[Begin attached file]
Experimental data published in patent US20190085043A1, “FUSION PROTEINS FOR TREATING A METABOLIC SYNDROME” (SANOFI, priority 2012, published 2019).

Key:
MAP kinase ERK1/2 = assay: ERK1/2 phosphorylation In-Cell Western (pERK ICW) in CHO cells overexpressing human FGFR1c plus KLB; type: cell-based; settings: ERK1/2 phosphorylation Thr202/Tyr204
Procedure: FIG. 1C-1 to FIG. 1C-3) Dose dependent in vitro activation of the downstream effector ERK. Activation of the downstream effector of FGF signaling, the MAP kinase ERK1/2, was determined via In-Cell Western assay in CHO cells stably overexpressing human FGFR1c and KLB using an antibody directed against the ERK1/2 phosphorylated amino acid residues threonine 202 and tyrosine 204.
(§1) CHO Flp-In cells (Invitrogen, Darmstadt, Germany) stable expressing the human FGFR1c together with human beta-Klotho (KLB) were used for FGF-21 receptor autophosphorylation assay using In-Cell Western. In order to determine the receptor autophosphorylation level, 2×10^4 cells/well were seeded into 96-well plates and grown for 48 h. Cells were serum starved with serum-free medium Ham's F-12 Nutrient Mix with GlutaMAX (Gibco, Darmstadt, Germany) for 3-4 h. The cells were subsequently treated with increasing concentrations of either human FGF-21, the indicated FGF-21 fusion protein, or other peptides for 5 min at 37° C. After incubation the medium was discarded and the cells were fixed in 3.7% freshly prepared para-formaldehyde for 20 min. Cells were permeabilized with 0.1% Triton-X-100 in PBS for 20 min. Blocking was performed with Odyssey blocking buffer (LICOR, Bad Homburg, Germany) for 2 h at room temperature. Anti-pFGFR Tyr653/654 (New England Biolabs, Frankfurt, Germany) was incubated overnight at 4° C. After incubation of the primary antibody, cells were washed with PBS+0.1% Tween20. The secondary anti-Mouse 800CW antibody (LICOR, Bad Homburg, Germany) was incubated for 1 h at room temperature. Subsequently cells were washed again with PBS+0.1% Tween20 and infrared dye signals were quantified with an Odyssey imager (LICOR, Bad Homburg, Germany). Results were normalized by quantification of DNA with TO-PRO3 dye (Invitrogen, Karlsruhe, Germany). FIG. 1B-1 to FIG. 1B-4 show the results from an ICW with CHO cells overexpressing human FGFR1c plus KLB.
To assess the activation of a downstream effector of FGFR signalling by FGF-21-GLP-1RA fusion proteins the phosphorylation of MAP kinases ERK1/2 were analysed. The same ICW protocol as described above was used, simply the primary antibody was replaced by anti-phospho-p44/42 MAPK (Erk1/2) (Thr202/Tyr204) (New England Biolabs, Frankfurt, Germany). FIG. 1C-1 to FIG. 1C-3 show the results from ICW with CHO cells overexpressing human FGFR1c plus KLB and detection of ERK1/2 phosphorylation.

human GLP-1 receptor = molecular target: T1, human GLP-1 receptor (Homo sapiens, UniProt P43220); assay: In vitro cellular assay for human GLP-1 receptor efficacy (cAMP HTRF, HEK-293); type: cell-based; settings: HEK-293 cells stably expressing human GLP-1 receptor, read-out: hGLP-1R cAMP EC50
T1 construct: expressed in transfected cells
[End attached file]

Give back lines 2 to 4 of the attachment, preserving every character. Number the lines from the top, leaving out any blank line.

Key:
MAP kinase ERK1/2 = assay: ERK1/2 phosphorylation In-Cell Western (pERK ICW) in CHO cells overexpressing human FGFR1c plus KLB; type: cell-based; settings: ERK1/2 phosphorylation Thr202/Tyr204
Procedure: FIG. 1C-1 to FIG. 1C-3) Dose dependent in vitro activation of the downstream effector ERK. Activation of the downstream effector of FGF signaling, the MAP kinase ERK1/2, was determined via In-Cell Western assay in CHO cells stably overexpressing human FGFR1c and KLB using an antibody directed against the ERK1/2 phosphorylated amino acid residues threonine 202 and tyrosine 204.